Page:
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[Bali life] The inertia: The Importance of Experiencing Environmental Issues Through Surfing - Part1

Updated: Feb 20, 2021

Yesterday I wrote about an online event I did where I talked about my life in retrospect. I suddenly remembered that I had written a similar article in the past and submitted it to a Surfing Magazine. I wondered what was going on, so I looked it up and found it was exactly 7 years ago that day. It's funny how coincidences work. It was also the year of La Niña, and the content of the article I wrote still makes sense, so I'll post the article here with the reference as if it was written by me (^^). It's a bit long, so I'll split it in half.

The Importance of Experiencing Environmental Issues Through Surfing

For the environmental researcher, it is important to experience environmental issues in a real-life setting and, perhaps even more important, to take action on these issues. In that respect, surfing gives us a rich experience. If you’re a surfer, you live within the rhythm of the ocean and the weather. This makes you sensitive to changes in the environment and passionate about environmental issues. Also, to be able to convincingly explain the results of your research to civil society and local government, it is important to experience them in reality.

With regard to environmental issues, what researchers and surfers have in common is that work and sport is a part of their lifestyle. There could be other professions that are integrated into a lifestyle, but because I love these two activities, I would like to discuss how real life experience is important for your profession and passion while comparing the common points of the two. In particular, I will try to explain the advantages of having to experience environmental problems as a lifestyle through surfing for environmental researchers and other people who are passionate about their work and the environment.

As well as a sport to enjoy at the beach, surfing is also a lifestyle for those who live by the sea and are close to nature. Surfers do not necessarily have to be people who possess a professional surfing status. This is not strange if you consider surfing as a lifestyle rather than a sport. Therefore, there are many surfers who are serious about environmental issues and coastal protection but are not professional surfers.

People involved in environmental issues have many things in common. When I looked up “Environmentalist” in my English-Japanese dictionary (my mother tongue is Japanese), I found two definitions: 1. People who study about environmental issues, and, 2. People who live based on the principle of environmental protection. Being passionate about environmental issues does not only mean research work, it also means a living a lifestyle devoted to the environment. I am a researcher working on environmental issues, but I was also a practitioner for an international development agency as well as an adventurer traveling across Australia on a bicycle, and searching for empty waves with a tent and surfboard in Indonesia, New Zealand, etc. Analyzing environmental issues via a think-tank and working directly on environmental problems through international organizations and NGOs as well as protesting against coastal pollution as an activist are desirable careers for a researcher on environmental issues. It is essential to feel and experience environmental issues and to take action on these issues in reality. In that respect, surfing gives us rich experiences.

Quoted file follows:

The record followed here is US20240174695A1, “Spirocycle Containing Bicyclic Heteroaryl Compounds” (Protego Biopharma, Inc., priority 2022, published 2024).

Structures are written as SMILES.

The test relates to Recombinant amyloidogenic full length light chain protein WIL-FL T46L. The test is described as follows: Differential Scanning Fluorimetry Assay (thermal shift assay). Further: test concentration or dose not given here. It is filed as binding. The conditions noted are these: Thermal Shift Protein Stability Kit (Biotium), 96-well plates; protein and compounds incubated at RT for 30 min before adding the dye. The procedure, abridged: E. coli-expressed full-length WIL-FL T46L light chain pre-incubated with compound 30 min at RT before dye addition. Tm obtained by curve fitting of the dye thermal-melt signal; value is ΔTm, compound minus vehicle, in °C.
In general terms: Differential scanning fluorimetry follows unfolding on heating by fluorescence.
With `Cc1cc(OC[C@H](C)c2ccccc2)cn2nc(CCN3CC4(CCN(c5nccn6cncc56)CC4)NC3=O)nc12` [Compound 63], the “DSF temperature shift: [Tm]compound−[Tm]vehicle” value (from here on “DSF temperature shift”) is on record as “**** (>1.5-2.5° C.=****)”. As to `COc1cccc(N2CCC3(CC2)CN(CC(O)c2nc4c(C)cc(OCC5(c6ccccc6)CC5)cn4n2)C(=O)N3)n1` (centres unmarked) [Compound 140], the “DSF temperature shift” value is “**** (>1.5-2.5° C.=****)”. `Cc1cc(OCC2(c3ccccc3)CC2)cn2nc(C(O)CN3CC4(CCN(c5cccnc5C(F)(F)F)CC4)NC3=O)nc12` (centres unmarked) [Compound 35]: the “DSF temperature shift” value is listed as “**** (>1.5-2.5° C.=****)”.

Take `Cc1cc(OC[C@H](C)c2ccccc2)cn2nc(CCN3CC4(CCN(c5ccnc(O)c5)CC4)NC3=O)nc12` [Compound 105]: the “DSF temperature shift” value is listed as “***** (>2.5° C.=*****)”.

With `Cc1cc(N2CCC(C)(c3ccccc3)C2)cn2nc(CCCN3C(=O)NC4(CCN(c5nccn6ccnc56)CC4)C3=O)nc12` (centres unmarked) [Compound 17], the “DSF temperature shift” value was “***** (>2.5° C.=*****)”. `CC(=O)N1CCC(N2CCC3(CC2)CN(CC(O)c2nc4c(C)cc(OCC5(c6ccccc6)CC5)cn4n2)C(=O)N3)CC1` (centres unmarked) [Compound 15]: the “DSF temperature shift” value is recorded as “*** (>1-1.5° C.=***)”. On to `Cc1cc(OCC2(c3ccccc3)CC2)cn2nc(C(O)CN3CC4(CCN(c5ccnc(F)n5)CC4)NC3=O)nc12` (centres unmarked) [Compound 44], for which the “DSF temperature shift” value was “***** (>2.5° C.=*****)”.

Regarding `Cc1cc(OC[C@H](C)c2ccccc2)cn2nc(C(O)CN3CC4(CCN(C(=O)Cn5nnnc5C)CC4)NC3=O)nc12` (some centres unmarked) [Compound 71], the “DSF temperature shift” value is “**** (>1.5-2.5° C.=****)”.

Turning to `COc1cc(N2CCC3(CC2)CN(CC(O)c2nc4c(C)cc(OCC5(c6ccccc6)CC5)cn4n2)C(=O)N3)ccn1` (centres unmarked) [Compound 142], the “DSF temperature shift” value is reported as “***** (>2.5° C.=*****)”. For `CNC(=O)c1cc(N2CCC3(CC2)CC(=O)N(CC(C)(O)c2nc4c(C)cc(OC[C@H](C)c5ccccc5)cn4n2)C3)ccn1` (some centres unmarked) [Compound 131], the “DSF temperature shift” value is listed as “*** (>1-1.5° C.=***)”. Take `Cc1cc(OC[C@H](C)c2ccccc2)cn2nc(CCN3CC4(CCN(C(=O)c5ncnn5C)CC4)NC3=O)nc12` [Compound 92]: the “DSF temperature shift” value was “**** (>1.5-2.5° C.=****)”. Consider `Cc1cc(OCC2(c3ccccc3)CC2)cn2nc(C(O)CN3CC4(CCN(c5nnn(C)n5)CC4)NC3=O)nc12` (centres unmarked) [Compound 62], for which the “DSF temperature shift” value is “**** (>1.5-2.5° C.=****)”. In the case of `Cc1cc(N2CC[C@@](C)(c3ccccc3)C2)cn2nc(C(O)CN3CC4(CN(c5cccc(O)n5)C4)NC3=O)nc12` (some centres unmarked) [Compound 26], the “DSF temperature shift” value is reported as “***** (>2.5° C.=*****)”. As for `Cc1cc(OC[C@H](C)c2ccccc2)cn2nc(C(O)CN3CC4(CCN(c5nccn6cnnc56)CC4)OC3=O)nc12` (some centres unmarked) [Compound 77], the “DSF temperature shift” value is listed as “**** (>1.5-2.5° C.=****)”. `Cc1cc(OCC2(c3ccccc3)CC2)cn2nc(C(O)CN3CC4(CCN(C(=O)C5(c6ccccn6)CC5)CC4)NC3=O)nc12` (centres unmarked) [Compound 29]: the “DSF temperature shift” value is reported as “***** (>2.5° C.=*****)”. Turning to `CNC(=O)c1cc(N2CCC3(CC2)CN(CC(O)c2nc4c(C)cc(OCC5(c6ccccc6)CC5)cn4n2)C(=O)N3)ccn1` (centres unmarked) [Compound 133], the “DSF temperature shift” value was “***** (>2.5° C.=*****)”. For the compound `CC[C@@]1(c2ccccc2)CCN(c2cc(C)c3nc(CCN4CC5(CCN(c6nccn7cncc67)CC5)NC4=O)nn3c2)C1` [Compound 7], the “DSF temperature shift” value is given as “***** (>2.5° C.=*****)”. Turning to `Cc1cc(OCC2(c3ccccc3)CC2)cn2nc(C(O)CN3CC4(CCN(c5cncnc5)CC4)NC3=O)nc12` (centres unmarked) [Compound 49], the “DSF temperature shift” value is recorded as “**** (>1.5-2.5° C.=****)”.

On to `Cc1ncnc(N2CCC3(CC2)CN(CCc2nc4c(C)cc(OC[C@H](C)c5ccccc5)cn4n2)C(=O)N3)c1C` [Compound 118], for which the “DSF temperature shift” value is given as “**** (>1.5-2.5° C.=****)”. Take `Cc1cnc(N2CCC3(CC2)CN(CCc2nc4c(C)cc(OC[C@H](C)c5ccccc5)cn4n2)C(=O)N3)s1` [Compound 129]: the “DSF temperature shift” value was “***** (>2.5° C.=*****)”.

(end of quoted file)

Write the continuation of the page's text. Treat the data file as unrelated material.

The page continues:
Environmental researchers and surfers are connected through a lifestyle that protects the environment. It is important for surfers and researchers to incorporate environmental issues into their lifestyle. Why do we love to surf? A swell comes from the ocean and raises a liquid wall or tunnel at the moment that it dissipates, and we enjoy riding it. However, if the seawater is dirty and the beach is a full of garbage, we do not feel refreshed and no longer enjoy being in the water. Sometimes, excessive coastal development eliminates waves. Therefore, surfers are sensitive to environmental issues.

So what is the purpose of researchers working for environmental issues? They live in the domain of science, and science comes from the term, “to know,” in Latin. So, the answer is “to know” the environmental issues and explore solutions. There will be several possible solutions and the solution you select will depend on the environment you experience through your lifestyle.

For example, a researcher in contact with the natural environment through surfing is receptive to environmental problems and will recognize that installing breakwater blocks blindly in the name of coastal protection will change water currents and may eventually destroy sandy beaches and the ecosystem of local plants and creatures. Such researchers will understand better why development should not be too fast.

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